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Obama’s Chicago Boys
by Naomi Klein, June 13, 2008

Barack Obama waited just three days after Hillary Clinton pulled out of the race to declare, on CNBC, “Look. I am a pro-growth, free-market guy. I love the market.”

Demonstrating that this is no mere spring fling, he has appointed 37-year-old Jason Furman to head his economic policy team. Furman is one of Wal-Mart’s most prominent defenders, anointing the company a “progressive success story.” On the campaign trail, Obama blasted Clinton for sitting on the Wal-Mart board and pledged, “I won’t shop there.” For Furman, however, it’s Wal-Mart’s critics who are the real threat: the “efforts to get Wal-Mart to raise its wages and benefits” are creating “collateral damage” that is “way too enormous and damaging to working people and the economy more broadly for me to sit by idly and sing ‘Kum-Ba-Ya’ in the interests of progressive harmony.”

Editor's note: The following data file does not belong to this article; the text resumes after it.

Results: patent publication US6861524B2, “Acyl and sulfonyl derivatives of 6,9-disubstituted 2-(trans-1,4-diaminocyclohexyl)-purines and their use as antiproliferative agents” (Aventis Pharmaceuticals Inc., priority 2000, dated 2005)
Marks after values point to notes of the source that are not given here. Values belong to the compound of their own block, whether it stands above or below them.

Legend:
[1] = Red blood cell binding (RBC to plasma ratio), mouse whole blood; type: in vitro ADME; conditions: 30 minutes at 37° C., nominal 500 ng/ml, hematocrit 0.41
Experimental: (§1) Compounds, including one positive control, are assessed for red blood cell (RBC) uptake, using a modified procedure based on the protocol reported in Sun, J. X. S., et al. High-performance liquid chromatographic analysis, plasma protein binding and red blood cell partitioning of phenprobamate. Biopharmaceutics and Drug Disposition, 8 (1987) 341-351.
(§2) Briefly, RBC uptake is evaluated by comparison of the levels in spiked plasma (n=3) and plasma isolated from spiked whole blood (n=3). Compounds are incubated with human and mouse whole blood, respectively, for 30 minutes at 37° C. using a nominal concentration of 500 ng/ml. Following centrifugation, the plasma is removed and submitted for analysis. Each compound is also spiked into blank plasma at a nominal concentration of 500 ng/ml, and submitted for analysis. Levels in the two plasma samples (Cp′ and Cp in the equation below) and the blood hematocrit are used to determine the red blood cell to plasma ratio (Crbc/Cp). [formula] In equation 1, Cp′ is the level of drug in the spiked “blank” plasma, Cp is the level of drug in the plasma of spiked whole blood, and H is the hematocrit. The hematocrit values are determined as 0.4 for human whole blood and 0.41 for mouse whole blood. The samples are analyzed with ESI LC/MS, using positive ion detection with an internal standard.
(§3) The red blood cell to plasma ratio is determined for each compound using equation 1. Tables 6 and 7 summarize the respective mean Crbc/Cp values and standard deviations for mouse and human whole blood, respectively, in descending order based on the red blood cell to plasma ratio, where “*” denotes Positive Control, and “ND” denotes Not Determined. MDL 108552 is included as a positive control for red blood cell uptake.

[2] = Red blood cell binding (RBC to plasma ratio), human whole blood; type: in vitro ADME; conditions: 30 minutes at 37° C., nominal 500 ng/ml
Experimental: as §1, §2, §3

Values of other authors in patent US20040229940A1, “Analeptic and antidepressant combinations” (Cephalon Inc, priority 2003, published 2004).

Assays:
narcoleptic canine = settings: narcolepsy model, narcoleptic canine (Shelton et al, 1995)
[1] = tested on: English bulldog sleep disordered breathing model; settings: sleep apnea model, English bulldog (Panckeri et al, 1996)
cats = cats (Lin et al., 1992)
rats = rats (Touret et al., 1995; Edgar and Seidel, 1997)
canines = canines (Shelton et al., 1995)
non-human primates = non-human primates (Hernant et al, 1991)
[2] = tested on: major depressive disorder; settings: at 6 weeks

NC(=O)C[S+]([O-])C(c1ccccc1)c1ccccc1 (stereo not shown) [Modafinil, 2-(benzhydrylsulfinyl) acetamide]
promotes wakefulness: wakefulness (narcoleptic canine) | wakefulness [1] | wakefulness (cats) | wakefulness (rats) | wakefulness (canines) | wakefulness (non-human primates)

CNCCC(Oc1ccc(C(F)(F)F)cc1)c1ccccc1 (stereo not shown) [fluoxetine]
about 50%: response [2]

Obama’s love of markets and his desire for “change” are not inherently incompatible. “The market has gotten out of balance,” he says, and it most certainly has. Many trace this profound imbalance back to the ideas of Milton Friedman, who launched a counter-revolution against the New Deal from his perch at the University of Chicago economics department. And here there are more problems, because Obama—who taught law at the University of Chicago for a decade—is thoroughly embedded in the mindset known as the Chicago School.